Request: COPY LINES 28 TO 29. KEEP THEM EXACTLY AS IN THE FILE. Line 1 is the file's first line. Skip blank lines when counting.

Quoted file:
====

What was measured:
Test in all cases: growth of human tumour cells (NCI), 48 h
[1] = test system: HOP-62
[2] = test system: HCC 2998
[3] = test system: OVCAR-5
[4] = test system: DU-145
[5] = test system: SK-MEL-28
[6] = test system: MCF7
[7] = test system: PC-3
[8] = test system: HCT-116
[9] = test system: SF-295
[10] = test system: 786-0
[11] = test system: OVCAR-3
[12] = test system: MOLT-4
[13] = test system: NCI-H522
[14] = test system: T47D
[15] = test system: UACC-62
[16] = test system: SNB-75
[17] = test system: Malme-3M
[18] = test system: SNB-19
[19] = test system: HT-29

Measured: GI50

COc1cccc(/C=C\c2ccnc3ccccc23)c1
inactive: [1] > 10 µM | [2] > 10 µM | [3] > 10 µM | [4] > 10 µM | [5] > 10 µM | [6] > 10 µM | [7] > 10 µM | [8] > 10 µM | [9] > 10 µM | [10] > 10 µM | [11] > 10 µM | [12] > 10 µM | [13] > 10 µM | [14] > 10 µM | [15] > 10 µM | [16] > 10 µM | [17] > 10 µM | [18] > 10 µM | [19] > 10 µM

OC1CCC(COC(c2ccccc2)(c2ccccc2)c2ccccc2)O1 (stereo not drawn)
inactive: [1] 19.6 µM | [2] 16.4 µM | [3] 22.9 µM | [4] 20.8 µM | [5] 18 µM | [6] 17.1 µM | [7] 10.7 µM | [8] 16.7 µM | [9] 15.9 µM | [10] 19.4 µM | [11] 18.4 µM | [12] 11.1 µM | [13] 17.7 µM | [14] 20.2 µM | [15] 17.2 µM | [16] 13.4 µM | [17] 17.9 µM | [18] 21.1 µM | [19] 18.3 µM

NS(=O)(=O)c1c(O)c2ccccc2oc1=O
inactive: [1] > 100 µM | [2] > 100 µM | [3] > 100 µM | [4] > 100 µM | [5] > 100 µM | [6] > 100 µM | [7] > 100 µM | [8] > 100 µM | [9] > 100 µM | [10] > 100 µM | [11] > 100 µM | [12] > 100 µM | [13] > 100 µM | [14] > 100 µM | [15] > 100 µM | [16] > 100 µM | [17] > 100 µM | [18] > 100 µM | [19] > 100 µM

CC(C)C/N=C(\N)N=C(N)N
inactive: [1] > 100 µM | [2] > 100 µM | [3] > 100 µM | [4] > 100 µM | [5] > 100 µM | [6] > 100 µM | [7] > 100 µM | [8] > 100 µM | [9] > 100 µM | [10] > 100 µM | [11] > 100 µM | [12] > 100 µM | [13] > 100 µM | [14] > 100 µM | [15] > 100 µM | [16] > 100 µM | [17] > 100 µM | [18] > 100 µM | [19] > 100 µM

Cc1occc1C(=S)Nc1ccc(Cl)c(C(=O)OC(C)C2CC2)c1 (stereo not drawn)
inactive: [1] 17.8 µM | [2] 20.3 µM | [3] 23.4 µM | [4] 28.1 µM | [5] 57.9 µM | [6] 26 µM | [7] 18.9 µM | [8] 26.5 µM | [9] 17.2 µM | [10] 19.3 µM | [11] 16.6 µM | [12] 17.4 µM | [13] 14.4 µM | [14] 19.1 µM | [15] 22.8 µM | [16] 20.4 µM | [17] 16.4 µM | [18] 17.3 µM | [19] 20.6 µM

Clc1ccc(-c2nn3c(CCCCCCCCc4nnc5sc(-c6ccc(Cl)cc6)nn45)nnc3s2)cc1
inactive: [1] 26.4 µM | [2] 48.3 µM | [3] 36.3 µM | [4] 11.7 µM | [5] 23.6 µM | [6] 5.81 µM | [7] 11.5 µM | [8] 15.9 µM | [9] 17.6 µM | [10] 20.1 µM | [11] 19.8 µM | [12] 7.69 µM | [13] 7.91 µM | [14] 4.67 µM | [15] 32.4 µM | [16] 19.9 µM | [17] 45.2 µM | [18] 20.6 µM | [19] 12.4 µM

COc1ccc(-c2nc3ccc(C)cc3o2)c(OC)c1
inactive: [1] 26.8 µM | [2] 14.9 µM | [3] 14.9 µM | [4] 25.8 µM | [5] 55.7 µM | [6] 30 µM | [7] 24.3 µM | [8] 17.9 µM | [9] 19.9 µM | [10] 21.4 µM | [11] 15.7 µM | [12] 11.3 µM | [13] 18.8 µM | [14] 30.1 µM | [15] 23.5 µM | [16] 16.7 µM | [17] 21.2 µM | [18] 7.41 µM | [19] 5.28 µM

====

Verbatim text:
inactive: [1] > 100 µM | [2] > 100 µM | [3] > 100 µM | [4] > 100 µM | [5] > 100 µM | [6] > 100 µM | [7] > 100 µM | [8] > 100 µM | [9] > 100 µM | [10] > 100 µM | [11] > 100 µM | [12] > 100 µM | [13] > 100 µM | [14] > 100 µM | [15] > 100 µM | [16] > 100 µM | [17] > 100 µM | [18] > 100 µM | [19] > 100 µM

CC(C)C/N=C(\N)N=C(N)N